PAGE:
Do South Koreans want to have their cake and eat it? That could be the conclusion that international private equity firms and other financial players reach after watching the five-year Lone Star/KEB saga unfold.
Texas-based private equity firm Lone Star acquired South Korean bank KEB (Korea Exchange Bank) in 2003 for US$1.5bn. In the few years prior to the deal, a number of private equity investors had snapped up assets for discounted prices following the Asian financial crisis of 1997, selling them on at a rich profit.
By the time the Lone Star deal was agreed, public and governmental disquiet over the level of these profits, and the fact that they were not subject to capital gains tax, had grown to such a pitch that Lone Star very soon found itself under scrutiny for (amongst others) tax evasion, share price manipulation, bribery and political corruption, illegally transferring funds overseas and breaching foreign exchange rules.
For Lone Star, this was a shocking and unforeseen turn of events. It acquired KEB by paying a 16% premium above the stock market value of the company at the time, thereby saving it from imminent collapse, since no other investor was on hand to mount a rescue bid. It safeguarded jobs, provided funds and restructuring know-how and made KEB into a bank that would be an attractive target to a large international competitor.
And what did it get in return? The amassed hatred of a nation whose xenophobic sentiments have been little seen in recent years, but welled up alarmingly in this case.
“The Korean mentality, which is still burdened at times with a ludicrous form of nationalism, embarrassingly bucks the irreversible trend of globalisation,” according to Kim Wan-Soon, economics professor at Korea University in Seoul. “Curbing xenophobic sentiments and fostering an open society, problems in many parts of the world, are the most difficult yet fundamental tasks for the globalisation of the South Korean economy.” Although the government’s actions harm the commercial position of private equity firms, the most severe damage is to the country itself, says Wan-Soon. “Such xenophobia by the media and one-sided punitive actions by the authorities only damage the country’s efforts to reinvigorate FDI and become a financial hub.” Foreign investment in South Korea has fallen for three years in succession.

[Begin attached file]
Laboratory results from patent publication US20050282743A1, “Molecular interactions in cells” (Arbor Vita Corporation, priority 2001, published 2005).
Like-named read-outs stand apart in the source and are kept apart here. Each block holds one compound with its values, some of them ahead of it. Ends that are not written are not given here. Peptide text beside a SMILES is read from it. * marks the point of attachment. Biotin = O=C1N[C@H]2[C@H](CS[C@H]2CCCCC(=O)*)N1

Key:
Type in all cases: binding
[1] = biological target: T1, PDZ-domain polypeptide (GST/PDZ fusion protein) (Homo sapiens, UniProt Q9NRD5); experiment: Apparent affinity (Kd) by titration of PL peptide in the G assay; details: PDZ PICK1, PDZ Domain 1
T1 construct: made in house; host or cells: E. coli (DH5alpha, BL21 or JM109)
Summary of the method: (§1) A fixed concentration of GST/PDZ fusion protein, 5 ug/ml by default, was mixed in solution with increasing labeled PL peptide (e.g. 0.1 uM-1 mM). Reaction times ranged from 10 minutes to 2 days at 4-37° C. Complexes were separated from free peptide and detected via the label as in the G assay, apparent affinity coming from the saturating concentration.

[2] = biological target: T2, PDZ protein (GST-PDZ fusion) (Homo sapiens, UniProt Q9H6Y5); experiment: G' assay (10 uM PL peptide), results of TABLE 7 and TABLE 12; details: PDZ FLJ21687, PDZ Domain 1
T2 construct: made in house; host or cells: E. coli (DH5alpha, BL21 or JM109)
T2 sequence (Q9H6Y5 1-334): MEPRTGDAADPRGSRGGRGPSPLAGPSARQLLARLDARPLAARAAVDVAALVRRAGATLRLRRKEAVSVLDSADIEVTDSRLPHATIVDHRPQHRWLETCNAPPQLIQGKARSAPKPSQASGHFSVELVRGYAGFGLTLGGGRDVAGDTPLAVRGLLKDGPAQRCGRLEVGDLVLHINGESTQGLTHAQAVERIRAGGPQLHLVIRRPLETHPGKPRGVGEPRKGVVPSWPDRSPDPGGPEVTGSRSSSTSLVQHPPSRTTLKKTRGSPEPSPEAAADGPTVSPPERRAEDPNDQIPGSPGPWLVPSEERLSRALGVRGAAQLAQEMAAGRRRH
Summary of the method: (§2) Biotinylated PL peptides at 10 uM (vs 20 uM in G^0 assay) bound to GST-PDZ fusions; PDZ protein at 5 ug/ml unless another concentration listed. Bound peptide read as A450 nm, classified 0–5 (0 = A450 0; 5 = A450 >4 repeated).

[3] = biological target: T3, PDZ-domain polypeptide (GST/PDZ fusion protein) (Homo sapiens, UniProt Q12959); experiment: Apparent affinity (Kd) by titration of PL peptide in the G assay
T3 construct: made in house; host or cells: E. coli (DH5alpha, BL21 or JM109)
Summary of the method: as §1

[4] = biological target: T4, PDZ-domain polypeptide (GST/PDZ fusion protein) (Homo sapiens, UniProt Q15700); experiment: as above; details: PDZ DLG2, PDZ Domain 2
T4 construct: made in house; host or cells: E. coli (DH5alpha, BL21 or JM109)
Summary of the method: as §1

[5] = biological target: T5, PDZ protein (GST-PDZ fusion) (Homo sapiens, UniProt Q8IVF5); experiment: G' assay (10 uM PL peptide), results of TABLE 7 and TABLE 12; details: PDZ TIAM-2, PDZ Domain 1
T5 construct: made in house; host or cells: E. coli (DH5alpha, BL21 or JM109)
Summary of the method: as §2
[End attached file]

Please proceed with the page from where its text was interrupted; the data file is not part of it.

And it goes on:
Despite a change of leadership in the country’s government, with more pro-Western President Lee Myung-bak winning power in early 2008, Lone Star has continued to face harassment and delays. It was threatened with fines for missing a filing deadline in August 2008, and then suffered the indignity of HSBC pulling out as a bidder for KEB, citing the current economic downturn. Lone Star has been trying to sell KEB for the past three years, first to Kookmin Bank for US$7.3bn and then to HSBC for US$6.3bn. It may now have to lower its sights to a block sale and return shares to investors.
The affair developed an international dimension when the chair of the Dubai International Financial Centre Authority and former chair of HSBC Hong Kong, David Eldon, warned the Seoul government that the situation had done “a considerable amount of reputational damage” to the country. “A country that wants to be a major player on the world economic stage cannot be perceived in any way as being unfriendly towards foreign business,” he told the British Chamber of Commerce in Seoul. “The reality is that few foreign investors are going to be attracted to an economy with a large legal question mark. I am concerned that Korea runs the very real risk of being marginalised in the minds of foreign investors.”
Domestic private equity firms in South Korea have had an easier ride. The largest fund, KTB Securities, has more than US$1bn worth of assets under investment and has posted annual returns in excess of 20% in recent years. Since 2004 it has made investments totalling US$870m in companies including semiconductor parts maker Siltron, audio tape producer SKM and handset maker Pantech & Curitel.
A law passed in 2004 specifically aimed to bolster local PE firms and thwart foreign investors, leading to the creating of a new wave of private equity firms, spun out of banks, brokerages and asset management companies. Most recently, international firms have turned away from South Korea due to unrealistically high valuations and a sharp appreciation in the local currency against the dollar, in addition to the risk of being thrown in jail if the government doesn’t like the amount of profits you are making.
“Private equity firms have needed to gather cash, so they have disposed of assets in Korea and they are diverting their regional investments to China,” says Jong Han Kim at international law firm Paul Hastings in Hong Kong. In their place, domestic firms such as MBK and KTB have expanded and now play a more active role in the country’s private equity markets.
South Korea’s political leaders have a delicate task in relation to private equity: they want to encourage foreign investment in order to improve their citizens’ welfare, but the citizens themselves are sometimes openly hostile to outsiders. The new president has promised to slow the privatisation of public companies and other economic reforms, which will not endear him to the wider financial community.